“A Golden Crown” takes us past the halfway point for season one of Game of Thrones, and in true George R. R. Martin/HBO fashion, things just keep getting darker. With this episode, the series once again takes a broader view of its own universe, setting characters on paths that will send them in new, often perilous, directions. The episode’s title is itself a reference to what happens when these paths turn dark; demands are made, and met, but in the process new dangers arise.

SPOILER ALERT: Plot details of earlier episodes lay ahead. Proceed at your own risk.

“A Golden Crown” is essentially a depiction of three of the series’ most intriguing characters as they each attempt to overcome a major barrier to their own safety, or happiness, or peace of mind. In the Eyrie, Tyrion Lannister (Peter Dinklage), imprisoned by Catelyn Stark (Michelle Fairley), looks for a way out before he can be executed. Across the Narrow Sea, Daenerys Targaryen (Emilia Clarke), pregnant with the child of Khal Drogo (Jason Momoa), seeks to cement her position among the Dothraki while asserting her independence from her brother Viserys (Harry Lloyd). And in King’s Landing, Eddard Stark (Sean Bean), limping after Lannister thugs drove a spear through his leg, fights to cement his power as Hand of the King and protect his family as King Robert Baratheon (Mark Addy) goes hunting to clear his head.

Other characters still populate the story, but these three (who some fans of Martin’s novels have named among the most intriguing) take center stage. They’re each engaged in a battle, to different degrees and with different objectives, but a battle nonetheless. Eddard has been crippled by his fight. He’s hobbling through it now, fighting to protect not only the honor he holds so precious, but also the two daughters that accompanied him the capital. Daenerys is asked to consume the raw heart of a stallion to prove her worth, but it’s more than a test of will. It’s a test of her true status as a ruler, as the woman who will carry her family back to glory. For Tyrion, as always, it’s a fight to preserve himself, but even with him the fight seems like more. His constant thirst for knowledge, for being right, for proving that his brain defeats the brawn of others, is also at stake, as is his desire to see his own truth reign about others.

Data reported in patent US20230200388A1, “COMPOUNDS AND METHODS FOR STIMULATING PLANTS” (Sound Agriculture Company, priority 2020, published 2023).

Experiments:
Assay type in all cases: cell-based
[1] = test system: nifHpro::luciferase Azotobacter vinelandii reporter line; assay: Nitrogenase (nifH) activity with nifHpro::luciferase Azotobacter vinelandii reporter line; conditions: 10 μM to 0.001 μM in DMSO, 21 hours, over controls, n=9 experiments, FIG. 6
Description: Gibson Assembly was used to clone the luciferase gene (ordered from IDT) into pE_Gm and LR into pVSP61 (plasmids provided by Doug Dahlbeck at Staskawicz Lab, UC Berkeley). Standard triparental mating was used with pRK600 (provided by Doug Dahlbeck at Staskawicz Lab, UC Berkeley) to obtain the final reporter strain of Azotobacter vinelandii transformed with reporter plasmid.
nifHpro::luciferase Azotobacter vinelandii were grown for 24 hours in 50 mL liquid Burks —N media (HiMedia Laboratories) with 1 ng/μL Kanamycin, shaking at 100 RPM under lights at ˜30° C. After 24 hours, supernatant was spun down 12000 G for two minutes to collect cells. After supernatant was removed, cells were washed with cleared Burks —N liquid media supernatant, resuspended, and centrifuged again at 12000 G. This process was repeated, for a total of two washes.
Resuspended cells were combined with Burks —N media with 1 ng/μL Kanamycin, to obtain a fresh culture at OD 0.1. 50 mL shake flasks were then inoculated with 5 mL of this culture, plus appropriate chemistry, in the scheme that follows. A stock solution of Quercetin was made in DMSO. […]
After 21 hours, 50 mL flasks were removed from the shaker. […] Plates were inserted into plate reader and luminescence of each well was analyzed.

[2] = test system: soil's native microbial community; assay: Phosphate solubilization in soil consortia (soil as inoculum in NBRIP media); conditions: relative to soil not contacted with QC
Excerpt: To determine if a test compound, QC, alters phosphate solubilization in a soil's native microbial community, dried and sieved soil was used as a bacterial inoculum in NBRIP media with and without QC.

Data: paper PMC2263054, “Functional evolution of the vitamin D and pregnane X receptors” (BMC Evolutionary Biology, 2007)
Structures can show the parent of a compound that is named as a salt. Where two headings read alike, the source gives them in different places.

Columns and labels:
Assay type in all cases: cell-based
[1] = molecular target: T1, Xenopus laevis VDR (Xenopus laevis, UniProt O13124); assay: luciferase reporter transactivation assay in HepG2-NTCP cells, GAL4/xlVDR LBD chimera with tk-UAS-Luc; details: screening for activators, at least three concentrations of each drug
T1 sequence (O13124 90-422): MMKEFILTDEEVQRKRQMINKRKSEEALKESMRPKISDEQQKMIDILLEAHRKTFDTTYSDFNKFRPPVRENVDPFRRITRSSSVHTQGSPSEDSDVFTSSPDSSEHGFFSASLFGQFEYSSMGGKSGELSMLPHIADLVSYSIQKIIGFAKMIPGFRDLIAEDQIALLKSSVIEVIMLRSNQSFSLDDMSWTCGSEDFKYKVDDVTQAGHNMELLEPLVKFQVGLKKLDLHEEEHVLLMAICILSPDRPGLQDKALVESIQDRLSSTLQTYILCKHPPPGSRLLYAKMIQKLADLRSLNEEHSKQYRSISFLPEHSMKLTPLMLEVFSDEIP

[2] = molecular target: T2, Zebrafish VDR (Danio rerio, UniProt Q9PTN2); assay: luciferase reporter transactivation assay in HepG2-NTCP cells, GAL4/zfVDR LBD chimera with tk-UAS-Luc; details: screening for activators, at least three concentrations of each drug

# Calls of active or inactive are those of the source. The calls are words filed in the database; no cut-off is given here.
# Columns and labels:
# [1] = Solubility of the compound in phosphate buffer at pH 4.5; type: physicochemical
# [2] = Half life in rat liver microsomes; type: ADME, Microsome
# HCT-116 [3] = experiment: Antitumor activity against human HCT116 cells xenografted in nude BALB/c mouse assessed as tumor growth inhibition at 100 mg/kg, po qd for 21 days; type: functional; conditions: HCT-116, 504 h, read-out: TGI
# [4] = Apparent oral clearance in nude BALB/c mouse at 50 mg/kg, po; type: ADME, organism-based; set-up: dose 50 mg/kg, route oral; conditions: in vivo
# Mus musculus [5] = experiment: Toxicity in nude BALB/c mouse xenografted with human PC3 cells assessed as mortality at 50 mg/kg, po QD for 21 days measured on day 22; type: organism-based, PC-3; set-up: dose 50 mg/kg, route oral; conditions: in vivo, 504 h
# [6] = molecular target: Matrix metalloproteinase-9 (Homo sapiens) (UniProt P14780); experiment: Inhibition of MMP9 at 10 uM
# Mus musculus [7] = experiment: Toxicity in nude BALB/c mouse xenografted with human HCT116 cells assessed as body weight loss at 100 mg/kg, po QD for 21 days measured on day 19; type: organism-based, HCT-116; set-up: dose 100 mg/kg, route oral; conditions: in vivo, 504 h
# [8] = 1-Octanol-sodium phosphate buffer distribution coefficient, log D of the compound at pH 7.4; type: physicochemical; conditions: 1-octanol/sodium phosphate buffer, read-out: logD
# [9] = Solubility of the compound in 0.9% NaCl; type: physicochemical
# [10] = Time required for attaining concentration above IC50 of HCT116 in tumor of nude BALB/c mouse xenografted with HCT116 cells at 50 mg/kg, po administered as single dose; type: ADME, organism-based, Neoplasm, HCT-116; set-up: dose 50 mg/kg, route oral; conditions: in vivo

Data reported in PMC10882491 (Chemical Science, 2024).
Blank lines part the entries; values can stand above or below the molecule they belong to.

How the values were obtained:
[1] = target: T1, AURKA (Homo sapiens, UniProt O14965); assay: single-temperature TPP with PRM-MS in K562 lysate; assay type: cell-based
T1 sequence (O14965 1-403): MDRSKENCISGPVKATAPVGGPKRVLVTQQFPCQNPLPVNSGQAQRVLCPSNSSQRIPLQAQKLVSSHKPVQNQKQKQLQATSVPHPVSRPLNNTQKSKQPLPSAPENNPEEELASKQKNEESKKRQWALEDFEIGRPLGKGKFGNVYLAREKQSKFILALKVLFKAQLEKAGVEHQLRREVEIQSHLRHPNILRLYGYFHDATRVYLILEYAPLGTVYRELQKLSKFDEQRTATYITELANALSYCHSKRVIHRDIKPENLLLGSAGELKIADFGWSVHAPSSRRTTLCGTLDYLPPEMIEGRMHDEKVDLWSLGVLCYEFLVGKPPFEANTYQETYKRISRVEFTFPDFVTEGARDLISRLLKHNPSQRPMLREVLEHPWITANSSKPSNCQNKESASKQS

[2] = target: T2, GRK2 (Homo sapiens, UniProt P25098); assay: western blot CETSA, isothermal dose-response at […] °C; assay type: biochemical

“A Golden Crown” further sets the stage for the boiling confrontations that seem to be hurtling toward the characters, but it also serves to deepen those characters, to shed more light on their struggles, and to make their war wounds all the more heartbreaking. As we head into the home stretch of season 1, Game of Thrones maintains its quality, its sense of true epic storytelling, and its primal energy.

Author’s Note: This will likely be the last advance review of Game of Thrones we do this year, as the good people of HBO have decided we will most likely see the episodes as they air like everyone else. Expect reviews of new episodes to pop up Sunday night or Monday morning from now on.


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